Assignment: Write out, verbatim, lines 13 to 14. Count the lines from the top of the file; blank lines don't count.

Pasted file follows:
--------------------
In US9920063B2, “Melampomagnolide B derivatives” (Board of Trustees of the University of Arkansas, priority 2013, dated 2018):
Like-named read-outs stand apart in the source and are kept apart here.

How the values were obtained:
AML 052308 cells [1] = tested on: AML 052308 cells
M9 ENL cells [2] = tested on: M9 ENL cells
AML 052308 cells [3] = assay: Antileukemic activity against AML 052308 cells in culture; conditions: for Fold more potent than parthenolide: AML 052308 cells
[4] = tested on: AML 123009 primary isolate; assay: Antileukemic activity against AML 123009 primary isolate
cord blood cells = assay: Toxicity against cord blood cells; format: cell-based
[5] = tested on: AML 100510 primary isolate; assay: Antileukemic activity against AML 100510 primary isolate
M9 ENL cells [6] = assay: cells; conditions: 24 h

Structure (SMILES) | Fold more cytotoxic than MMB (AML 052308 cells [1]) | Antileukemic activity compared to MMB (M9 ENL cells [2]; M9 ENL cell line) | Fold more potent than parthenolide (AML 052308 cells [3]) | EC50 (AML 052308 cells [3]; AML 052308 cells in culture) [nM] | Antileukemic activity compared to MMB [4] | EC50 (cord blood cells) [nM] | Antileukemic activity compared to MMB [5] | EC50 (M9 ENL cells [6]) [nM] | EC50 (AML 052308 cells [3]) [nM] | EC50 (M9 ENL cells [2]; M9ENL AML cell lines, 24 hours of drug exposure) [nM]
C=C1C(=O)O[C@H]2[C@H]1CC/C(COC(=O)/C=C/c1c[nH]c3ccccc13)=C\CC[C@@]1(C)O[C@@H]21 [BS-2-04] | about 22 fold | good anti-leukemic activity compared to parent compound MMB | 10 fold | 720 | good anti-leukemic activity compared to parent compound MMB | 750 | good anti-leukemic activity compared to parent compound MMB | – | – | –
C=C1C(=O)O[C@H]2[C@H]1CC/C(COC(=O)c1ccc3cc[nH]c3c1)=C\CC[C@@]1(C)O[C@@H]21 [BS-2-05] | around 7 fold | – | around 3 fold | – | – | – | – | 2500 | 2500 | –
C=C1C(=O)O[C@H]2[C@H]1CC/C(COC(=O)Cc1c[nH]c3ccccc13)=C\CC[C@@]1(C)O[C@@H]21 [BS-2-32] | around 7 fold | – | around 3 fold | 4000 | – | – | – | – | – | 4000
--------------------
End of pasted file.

C=C1C(=O)O[C@H]2[C@H]1CC/C(COC(=O)c1ccc3cc[nH]c3c1)=C\CC[C@@]1(C)O[C@@H]21 [BS-2-05] | around 7 fold | – | around 3 fold | – | – | – | – | 2500 | 2500 | –
C=C1C(=O)O[C@H]2[C@H]1CC/C(COC(=O)Cc1c[nH]c3ccccc13)=C\CC[C@@]1(C)O[C@@H]21 [BS-2-32] | around 7 fold | – | around 3 fold | 4000 | – | – | – | – | – | 4000